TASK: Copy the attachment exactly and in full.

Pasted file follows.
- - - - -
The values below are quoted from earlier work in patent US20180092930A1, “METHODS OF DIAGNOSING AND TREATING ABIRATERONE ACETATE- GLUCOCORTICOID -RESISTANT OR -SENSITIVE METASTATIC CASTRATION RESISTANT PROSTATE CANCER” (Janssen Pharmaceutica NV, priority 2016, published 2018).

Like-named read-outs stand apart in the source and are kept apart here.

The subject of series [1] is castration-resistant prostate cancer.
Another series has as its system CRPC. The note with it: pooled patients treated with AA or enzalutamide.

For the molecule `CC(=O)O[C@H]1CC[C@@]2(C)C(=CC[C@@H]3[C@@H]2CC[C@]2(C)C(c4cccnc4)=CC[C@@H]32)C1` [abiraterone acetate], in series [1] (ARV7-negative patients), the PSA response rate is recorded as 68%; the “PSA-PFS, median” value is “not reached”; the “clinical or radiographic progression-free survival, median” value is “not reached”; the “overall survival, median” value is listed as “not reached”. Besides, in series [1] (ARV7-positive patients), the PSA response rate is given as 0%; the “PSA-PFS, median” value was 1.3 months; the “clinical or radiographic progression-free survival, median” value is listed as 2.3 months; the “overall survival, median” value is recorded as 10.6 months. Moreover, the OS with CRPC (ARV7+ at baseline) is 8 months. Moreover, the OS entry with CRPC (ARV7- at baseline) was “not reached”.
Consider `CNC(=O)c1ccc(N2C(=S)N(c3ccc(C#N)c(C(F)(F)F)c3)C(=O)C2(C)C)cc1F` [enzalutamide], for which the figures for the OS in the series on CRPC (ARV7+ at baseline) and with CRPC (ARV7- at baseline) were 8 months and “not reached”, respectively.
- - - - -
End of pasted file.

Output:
The values below are quoted from earlier work in patent US20180092930A1, “METHODS OF DIAGNOSING AND TREATING ABIRATERONE ACETATE- GLUCOCORTICOID -RESISTANT OR -SENSITIVE METASTATIC CASTRATION RESISTANT PROSTATE CANCER” (Janssen Pharmaceutica NV, priority 2016, published 2018).

Like-named read-outs stand apart in the source and are kept apart here.

The subject of series [1] is castration-resistant prostate cancer.
Another series has as its system CRPC. The note with it: pooled patients treated with AA or enzalutamide.

For the molecule `CC(=O)O[C@H]1CC[C@@]2(C)C(=CC[C@@H]3[C@@H]2CC[C@]2(C)C(c4cccnc4)=CC[C@@H]32)C1` [abiraterone acetate], in series [1] (ARV7-negative patients), the PSA response rate is recorded as 68%; the “PSA-PFS, median” value is “not reached”; the “clinical or radiographic progression-free survival, median” value is “not reached”; the “overall survival, median” value is listed as “not reached”. Besides, in series [1] (ARV7-positive patients), the PSA response rate is given as 0%; the “PSA-PFS, median” value was 1.3 months; the “clinical or radiographic progression-free survival, median” value is listed as 2.3 months; the “overall survival, median” value is recorded as 10.6 months. Moreover, the OS with CRPC (ARV7+ at baseline) is 8 months. Moreover, the OS entry with CRPC (ARV7- at baseline) was “not reached”.
Consider `CNC(=O)c1ccc(N2C(=S)N(c3ccc(C#N)c(C(F)(F)F)c3)C(=O)C2(C)C)cc1F` [enzalutamide], for which the figures for the OS in the series on CRPC (ARV7+ at baseline) and with CRPC (ARV7- at baseline) were 8 months and “not reached”, respectively.